Rawlsian Affirmation of Difference 3
Deleuze and Rawls as Political Naturalists
Any public morals referred to by Rawls are created purely in aid of a constructivist approach to understanding the ordering of society. In fact, there is no reference to “morality,” as Deleuze would understand this term.
Public morality is not the comprehensive morality of right and wrong; nor that of good and evil.
Supplementing Deleuze with Rawls
But deliberations in the original position would place minimum limits on Deleuzian ethics, perhaps a limit Deleuze failed to articulate clearly.
Supplementing Deleuze with a Rawlsian vision of society clarifies that, in the context of the actualization of the liberal political society, there are limits to what we might do in pursuing our conception of the good: a territorialization or striation that evolves but is constrained by the need to affirm life in society.
Visions of the good that would destroy other people’s ability to pursue the good are clearly beyond the freedoms we enjoy under a liberal form of government.
Activities that would negate life itself, would deny others the ability to affirm life, are not acceptable within the confines of the liberal state.
Aspects of a comprehensive conception of the good that would separate others from their power to pursue their own conceptions of the good are deterritorialized by the liberal state.
Such beliefs must be left at the door before entering a liberal pluralism.
Rawls articulates the political protections and responsibilities required for a pluralistic society in which we are all free to pursue our own versions of the good life; contingent terms we would reasonably agree on if we were forced to see society from multiple perspectives of the good life.
The only requirement is that we affirm life itself.
Rawls’ theory is a public framework for setting up the conditions for our inherent ability to go to the limit of what we are, individually and collectively.
Rawls’ vision is of the thin pluralistic state that promotes the ability of all to pursue the good in their own way, affirming life; but reciprocally, rejects reactive forces and dominating power in society that would interfere with other people’s ability to pursue the good.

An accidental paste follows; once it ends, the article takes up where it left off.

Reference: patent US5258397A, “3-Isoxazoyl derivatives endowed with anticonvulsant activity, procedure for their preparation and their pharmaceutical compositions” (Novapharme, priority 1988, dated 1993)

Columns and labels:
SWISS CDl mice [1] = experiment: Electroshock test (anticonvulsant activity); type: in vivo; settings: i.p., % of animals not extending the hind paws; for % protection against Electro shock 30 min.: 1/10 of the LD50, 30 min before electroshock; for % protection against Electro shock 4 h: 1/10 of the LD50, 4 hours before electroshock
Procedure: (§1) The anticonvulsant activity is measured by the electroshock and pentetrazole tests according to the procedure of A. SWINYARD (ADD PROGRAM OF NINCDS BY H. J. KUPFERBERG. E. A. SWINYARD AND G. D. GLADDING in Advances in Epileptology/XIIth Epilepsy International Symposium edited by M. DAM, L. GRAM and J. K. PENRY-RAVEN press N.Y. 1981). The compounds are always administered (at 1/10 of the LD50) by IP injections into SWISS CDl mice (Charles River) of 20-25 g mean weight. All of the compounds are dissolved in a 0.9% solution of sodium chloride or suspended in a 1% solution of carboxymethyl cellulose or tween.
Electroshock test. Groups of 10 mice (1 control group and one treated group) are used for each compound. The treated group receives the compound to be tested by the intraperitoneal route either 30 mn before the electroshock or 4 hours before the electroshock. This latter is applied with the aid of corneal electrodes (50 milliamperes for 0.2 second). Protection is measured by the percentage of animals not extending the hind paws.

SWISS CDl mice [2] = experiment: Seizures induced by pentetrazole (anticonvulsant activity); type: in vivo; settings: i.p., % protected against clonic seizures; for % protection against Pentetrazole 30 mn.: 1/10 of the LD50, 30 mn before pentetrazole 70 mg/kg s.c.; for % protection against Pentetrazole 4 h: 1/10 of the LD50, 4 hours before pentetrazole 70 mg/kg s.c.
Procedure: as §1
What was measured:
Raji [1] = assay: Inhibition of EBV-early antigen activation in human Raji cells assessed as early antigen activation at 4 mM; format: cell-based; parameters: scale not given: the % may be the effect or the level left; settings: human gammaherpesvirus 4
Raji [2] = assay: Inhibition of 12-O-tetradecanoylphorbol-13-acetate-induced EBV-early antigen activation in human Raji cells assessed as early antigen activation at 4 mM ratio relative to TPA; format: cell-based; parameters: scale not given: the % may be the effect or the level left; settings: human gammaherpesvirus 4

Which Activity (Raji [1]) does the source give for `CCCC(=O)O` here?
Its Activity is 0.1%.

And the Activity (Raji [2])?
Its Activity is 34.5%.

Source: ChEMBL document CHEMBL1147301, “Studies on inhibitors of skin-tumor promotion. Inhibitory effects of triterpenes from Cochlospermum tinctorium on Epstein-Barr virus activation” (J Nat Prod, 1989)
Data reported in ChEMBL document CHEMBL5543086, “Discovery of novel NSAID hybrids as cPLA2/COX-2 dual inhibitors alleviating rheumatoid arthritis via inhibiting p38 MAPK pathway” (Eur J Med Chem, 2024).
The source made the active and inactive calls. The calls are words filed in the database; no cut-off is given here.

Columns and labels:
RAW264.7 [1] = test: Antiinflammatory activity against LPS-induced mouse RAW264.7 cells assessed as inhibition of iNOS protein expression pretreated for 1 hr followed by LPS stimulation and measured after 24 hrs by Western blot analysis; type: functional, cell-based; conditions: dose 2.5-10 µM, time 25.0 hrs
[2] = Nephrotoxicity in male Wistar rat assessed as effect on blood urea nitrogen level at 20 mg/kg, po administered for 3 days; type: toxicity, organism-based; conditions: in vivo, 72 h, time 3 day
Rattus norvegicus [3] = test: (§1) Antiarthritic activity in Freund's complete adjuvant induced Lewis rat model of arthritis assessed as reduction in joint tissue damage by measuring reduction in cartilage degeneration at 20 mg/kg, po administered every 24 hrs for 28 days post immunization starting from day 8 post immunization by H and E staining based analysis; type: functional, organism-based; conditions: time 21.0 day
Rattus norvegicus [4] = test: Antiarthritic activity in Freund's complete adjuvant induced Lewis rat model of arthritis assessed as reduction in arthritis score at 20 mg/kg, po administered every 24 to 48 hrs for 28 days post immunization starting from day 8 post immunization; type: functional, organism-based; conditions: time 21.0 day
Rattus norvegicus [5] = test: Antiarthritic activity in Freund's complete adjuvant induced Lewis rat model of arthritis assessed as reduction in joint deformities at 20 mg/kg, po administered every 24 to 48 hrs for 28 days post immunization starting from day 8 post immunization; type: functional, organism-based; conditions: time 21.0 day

Liberal State as a Deterritorializing Force
The pluralistic liberal state is posited as a deterritorializing force relative to other forms of government.
The liberal state is not comprehensive or structural in the sense of how to live a good life; but instead promotes the minimum requirements for enabling all members of society to affirm life, to exercise their will to power.
The freedoms provided have a clear relationship with our capacity to create and experiment with life.
Maximum freedom and equality before the law under terms that are fair to all promotes change and diversity; promotes becoming, is an affirmation of pure difference.
Interdependence as Process
Our interdependence and the need for social cooperation are at the core of Rawls’ political philosophy.
Deleuze would agree: we are interdependent, as actualizations of a virtual process, we create by connecting, disconnecting and reconnecting, in society (as well as encountering the virtual within).
To interconnect, in society and beyond is to affirm life; it is to create socially.
The focus for Rawls’ project, the ordering of public institutions in such a way as they are both legitimate and stable, is an expression of this need to cooperate and nothing more.
No Transcendent Subject
Insofar as the rights and obligations of citizens are not of a transcendent subject, no resentment or bad faith, guilt or shame, can possibly arise in relation to his political theory.
There is the mutual respect of citizens qua citizens, but there is no thick morality attached to cooperation in society.
Rawls sets up interaction in the liberal state in a manner he practically views as something we would accept voluntarily given our need to pursue the good life, to affirm life in all of its diversity.
To Rawls and Deleuze, we as human beings, as actualizations of a virtual process, matter.
We are an appropriate machine or assemblage to focus on in the political context; but perhaps we are not the only one.
The principles agreed on are arrived at by us as parties to the original position who understand that our actualizations matter; but the principles evolve as we evolve; they are living principles, principles of life in the social and political.
Practical debate is not based on some mystical objectivity, but is an immanent objectivity of justification only: tentative, contingent, fallible.
The state itself is immanent and practical.
Political liberalism blasts through transcendent representation, the dogmatic image of thought, to arrive at a purely constructivist vision of society, one that is actualized but evolves, so long as power in society does not block, does not reactively striate, the affirmation of life.
Both Rawls and Deleuze are naturalists through and through.
Their visions promote all that affirms life, and deny power to all forces that would negate life.
The essence of the liberal political state is the affirmation of all forms of life, and the denial of striations in society that would defeat life.
Both philosophers assert a live and let live philosophy.